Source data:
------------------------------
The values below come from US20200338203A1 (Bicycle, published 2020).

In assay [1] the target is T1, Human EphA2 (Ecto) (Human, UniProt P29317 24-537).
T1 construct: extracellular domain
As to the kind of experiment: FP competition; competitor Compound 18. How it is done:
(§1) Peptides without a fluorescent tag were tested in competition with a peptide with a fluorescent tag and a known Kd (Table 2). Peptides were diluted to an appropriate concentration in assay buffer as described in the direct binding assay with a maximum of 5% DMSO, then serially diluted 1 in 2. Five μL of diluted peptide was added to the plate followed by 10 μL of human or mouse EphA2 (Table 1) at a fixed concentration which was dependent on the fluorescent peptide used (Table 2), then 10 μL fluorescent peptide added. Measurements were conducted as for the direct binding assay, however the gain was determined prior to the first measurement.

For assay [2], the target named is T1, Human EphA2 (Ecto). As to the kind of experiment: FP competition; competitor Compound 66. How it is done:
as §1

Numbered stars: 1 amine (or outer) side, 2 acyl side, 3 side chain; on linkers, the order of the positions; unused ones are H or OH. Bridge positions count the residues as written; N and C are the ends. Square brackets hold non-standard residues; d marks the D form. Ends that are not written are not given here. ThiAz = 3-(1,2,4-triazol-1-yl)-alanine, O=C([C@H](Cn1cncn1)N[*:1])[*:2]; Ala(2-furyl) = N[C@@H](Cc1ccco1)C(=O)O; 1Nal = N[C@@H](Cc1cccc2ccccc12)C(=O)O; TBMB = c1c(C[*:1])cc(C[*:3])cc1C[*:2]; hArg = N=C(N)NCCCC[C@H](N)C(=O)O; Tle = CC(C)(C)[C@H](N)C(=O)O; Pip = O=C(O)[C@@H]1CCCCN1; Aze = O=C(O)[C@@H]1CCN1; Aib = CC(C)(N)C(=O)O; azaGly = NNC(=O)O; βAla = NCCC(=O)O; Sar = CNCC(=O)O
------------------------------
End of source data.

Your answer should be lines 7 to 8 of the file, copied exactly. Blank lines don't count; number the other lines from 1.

as §1

Numbered stars: 1 amine (or outer) side, 2 acyl side, 3 side chain; on linkers, the order of the positions; unused ones are H or OH. Bridge positions count the residues as written; N and C are the ends. Square brackets hold non-standard residues; d marks the D form. Ends that are not written are not given here. ThiAz = 3-(1,2,4-triazol-1-yl)-alanine, O=C([C@H](Cn1cncn1)N[*:1])[*:2]; Ala(2-furyl) = N[C@@H](Cc1ccco1)C(=O)O; 1Nal = N[C@@H](Cc1cccc2ccccc12)C(=O)O; TBMB = c1c(C[*:1])cc(C[*:3])cc1C[*:2]; hArg = N=C(N)NCCCC[C@H](N)C(=O)O; Tle = CC(C)(C)[C@H](N)C(=O)O; Pip = O=C(O)[C@@H]1CCCCN1; Aze = O=C(O)[C@@H]1CCN1; Aib = CC(C)(N)C(=O)O; azaGly = NNC(=O)O; βAla = NCCC(=O)O; Sar = CNCC(=O)O